On 24th October 2022 I spent the morning taking photos of fungi in the Sussex Weald, and was treated to one of the final flourishes of the season. There had been heavy rainfall in recent days and the beech leaf fall had begun, meaning that the mushrooms were beginning to disappear. This often marks the end of the main mushroom glut in autumn, from my experience.
To fast forward to the end, just as I was on my way out of the woods and putting my camera away, I noticed what looked like discarded tissue in a ditch at the edge of the track.
I soon realised that these were white saddles (Helvella crispa).
This is a very unusual looking fungus and isn’t the typical gilled mushroom despite their appearance of having a stipe and something resembling a cap. They’re actually ascomycete fungi, so spore-shooters, rather than the often gilled basidiomycetes.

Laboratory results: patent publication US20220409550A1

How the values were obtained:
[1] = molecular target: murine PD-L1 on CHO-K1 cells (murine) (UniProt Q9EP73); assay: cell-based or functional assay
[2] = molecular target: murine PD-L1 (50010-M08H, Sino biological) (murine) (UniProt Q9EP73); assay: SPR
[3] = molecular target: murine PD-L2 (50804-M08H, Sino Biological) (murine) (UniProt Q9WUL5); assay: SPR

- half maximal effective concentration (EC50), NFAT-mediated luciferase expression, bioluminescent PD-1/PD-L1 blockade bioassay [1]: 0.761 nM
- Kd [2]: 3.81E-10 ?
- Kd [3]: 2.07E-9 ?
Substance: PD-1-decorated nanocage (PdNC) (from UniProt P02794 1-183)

Here’s an update on the status of the violet webcap which I blogged about again in 2022. It won’t thank me.
The sun shifted into the line of this false deathcap (Amanita citrina – about to become several different species!) and made a very nice autumn scene.
Brittlegills are some of the most photogenic little mushrooms, largely due to their clean stipe and gills, and fruit gum-like caps. I’m not sure of this species but I like it.
A Medusa-like group of honey fungus (the most feared fungus in the world).
A younger patch of fruiting bodies, where you can see the lovely honey colour.
I’ve not encountered much stagshorn this year, perhaps only during this walk, which seems unusual.
A puffball at the point of puff.
Elsewhere in the weird fungus stakes is this scalycap growing out of a hole in a beech tree. It was as large and intrusive as it looks here.
Thanks for reading.
Further reading: Fungi | Sussex Weald
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